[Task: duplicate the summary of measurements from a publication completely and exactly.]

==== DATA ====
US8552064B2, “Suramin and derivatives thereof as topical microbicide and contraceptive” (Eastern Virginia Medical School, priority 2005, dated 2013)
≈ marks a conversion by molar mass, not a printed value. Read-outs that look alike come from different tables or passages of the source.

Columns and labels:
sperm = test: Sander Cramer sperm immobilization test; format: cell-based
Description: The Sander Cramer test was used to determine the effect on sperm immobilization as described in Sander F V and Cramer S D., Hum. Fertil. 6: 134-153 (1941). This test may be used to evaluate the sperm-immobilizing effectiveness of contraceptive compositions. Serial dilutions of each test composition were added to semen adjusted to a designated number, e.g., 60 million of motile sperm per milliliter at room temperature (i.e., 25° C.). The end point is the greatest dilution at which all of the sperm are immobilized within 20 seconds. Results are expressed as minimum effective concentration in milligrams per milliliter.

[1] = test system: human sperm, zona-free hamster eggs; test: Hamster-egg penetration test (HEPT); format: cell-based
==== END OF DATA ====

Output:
US8552064B2, “Suramin and derivatives thereof as topical microbicide and contraceptive” (Eastern Virginia Medical School, priority 2005, dated 2013)
≈ marks a conversion by molar mass, not a printed value. Read-outs that look alike come from different tables or passages of the source.

Columns and labels:
sperm = test: Sander Cramer sperm immobilization test; format: cell-based
Description: The Sander Cramer test was used to determine the effect on sperm immobilization as described in Sander F V and Cramer S D., Hum. Fertil. 6: 134-153 (1941). This test may be used to evaluate the sperm-immobilizing effectiveness of contraceptive compositions. Serial dilutions of each test composition were added to semen adjusted to a designated number, e.g., 60 million of motile sperm per milliliter at room temperature (i.e., 25° C.). The end point is the greatest dilution at which all of the sperm are immobilized within 20 seconds. Results are expressed as minimum effective concentration in milligrams per milliliter.

[1] = test system: human sperm, zona-free hamster eggs; test: Hamster-egg penetration test (HEPT); format: cell-based